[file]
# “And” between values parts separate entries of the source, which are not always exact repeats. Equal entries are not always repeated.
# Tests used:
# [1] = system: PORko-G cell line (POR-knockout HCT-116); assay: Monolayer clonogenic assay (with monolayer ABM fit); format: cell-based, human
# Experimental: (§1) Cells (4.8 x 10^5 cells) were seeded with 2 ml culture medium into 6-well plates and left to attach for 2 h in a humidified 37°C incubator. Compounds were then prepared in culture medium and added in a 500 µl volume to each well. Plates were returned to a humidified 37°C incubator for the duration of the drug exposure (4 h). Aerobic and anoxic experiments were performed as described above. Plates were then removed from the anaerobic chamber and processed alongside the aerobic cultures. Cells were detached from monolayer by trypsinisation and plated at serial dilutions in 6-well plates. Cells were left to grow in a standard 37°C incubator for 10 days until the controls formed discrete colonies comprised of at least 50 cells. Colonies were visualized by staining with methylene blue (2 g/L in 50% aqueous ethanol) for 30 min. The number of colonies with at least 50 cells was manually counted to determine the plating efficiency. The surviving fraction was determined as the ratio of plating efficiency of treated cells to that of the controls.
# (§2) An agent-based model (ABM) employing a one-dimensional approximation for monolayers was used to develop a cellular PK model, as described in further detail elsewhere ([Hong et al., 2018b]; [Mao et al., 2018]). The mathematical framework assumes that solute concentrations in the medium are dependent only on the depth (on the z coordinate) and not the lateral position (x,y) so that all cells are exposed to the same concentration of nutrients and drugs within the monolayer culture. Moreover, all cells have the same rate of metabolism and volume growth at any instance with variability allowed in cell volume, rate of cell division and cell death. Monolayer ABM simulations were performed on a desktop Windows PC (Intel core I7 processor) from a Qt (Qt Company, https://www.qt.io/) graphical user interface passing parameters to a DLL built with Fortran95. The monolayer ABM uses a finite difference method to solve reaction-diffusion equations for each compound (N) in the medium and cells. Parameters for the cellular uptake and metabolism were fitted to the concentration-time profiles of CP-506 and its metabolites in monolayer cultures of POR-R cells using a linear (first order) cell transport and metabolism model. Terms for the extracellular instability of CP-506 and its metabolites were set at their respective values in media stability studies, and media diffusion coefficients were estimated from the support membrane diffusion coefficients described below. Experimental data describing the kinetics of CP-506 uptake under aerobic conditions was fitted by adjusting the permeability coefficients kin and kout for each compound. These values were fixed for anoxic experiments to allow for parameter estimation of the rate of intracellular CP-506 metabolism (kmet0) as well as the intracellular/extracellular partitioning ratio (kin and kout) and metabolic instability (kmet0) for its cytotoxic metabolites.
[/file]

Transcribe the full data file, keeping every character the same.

# “And” between values parts separate entries of the source, which are not always exact repeats. Equal entries are not always repeated.
# Tests used:
# [1] = system: PORko-G cell line (POR-knockout HCT-116); assay: Monolayer clonogenic assay (with monolayer ABM fit); format: cell-based, human
# Experimental: (§1) Cells (4.8 x 10^5 cells) were seeded with 2 ml culture medium into 6-well plates and left to attach for 2 h in a humidified 37°C incubator. Compounds were then prepared in culture medium and added in a 500 µl volume to each well. Plates were returned to a humidified 37°C incubator for the duration of the drug exposure (4 h). Aerobic and anoxic experiments were performed as described above. Plates were then removed from the anaerobic chamber and processed alongside the aerobic cultures. Cells were detached from monolayer by trypsinisation and plated at serial dilutions in 6-well plates. Cells were left to grow in a standard 37°C incubator for 10 days until the controls formed discrete colonies comprised of at least 50 cells. Colonies were visualized by staining with methylene blue (2 g/L in 50% aqueous ethanol) for 30 min. The number of colonies with at least 50 cells was manually counted to determine the plating efficiency. The surviving fraction was determined as the ratio of plating efficiency of treated cells to that of the controls.
# (§2) An agent-based model (ABM) employing a one-dimensional approximation for monolayers was used to develop a cellular PK model, as described in further detail elsewhere ([Hong et al., 2018b]; [Mao et al., 2018]). The mathematical framework assumes that solute concentrations in the medium are dependent only on the depth (on the z coordinate) and not the lateral position (x,y) so that all cells are exposed to the same concentration of nutrients and drugs within the monolayer culture. Moreover, all cells have the same rate of metabolism and volume growth at any instance with variability allowed in cell volume, rate of cell division and cell death. Monolayer ABM simulations were performed on a desktop Windows PC (Intel core I7 processor) from a Qt (Qt Company, https://www.qt.io/) graphical user interface passing parameters to a DLL built with Fortran95. The monolayer ABM uses a finite difference method to solve reaction-diffusion equations for each compound (N) in the medium and cells. Parameters for the cellular uptake and metabolism were fitted to the concentration-time profiles of CP-506 and its metabolites in monolayer cultures of POR-R cells using a linear (first order) cell transport and metabolism model. Terms for the extracellular instability of CP-506 and its metabolites were set at their respective values in media stability studies, and media diffusion coefficients were estimated from the support membrane diffusion coefficients described below. Experimental data describing the kinetics of CP-506 uptake under aerobic conditions was fitted by adjusting the permeability coefficients kin and kout for each compound. These values were fixed for anoxic experiments to allow for parameter estimation of the rate of intracellular CP-506 metabolism (kmet0) as well as the intracellular/extracellular partitioning ratio (kin and kout) and metabolic instability (kmet0) for its cytotoxic metabolites.